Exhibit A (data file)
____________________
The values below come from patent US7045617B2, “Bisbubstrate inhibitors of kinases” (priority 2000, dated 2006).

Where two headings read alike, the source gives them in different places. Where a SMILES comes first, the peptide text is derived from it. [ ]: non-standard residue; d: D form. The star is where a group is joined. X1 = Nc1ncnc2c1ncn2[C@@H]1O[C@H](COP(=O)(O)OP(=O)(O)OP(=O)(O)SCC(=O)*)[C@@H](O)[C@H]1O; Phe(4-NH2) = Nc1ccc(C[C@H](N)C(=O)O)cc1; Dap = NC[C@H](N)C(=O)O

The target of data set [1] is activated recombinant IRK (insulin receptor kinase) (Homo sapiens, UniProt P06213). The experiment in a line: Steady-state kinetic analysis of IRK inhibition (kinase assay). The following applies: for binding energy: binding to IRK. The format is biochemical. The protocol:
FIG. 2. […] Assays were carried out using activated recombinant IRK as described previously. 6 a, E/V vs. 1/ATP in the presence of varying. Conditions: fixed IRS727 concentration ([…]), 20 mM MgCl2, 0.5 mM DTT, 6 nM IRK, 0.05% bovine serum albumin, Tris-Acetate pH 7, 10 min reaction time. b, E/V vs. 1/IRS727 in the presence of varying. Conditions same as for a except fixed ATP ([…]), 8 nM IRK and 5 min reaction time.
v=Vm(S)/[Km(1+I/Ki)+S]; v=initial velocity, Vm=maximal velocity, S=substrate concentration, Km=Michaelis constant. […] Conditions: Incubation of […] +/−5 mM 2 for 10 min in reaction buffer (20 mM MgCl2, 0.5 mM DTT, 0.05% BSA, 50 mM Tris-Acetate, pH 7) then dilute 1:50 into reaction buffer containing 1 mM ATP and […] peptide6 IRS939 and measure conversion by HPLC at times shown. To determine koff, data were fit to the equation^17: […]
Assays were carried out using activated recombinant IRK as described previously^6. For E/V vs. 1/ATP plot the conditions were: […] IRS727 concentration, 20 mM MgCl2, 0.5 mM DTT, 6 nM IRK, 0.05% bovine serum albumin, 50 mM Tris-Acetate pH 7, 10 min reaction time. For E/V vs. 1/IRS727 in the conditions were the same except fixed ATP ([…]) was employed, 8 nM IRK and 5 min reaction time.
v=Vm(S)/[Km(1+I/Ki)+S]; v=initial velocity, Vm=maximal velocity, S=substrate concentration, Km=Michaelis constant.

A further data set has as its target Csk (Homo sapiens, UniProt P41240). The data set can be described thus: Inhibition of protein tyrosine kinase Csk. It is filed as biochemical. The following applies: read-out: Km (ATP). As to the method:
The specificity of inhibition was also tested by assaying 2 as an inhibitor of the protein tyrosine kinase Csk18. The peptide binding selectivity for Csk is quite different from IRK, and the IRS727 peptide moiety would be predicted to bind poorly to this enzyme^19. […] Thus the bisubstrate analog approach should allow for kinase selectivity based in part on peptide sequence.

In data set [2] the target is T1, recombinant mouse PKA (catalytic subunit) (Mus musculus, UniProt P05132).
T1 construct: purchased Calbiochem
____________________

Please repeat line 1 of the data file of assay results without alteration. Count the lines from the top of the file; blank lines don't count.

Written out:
The values below come from patent US7045617B2, “Bisbubstrate inhibitors of kinases” (priority 2000, dated 2006).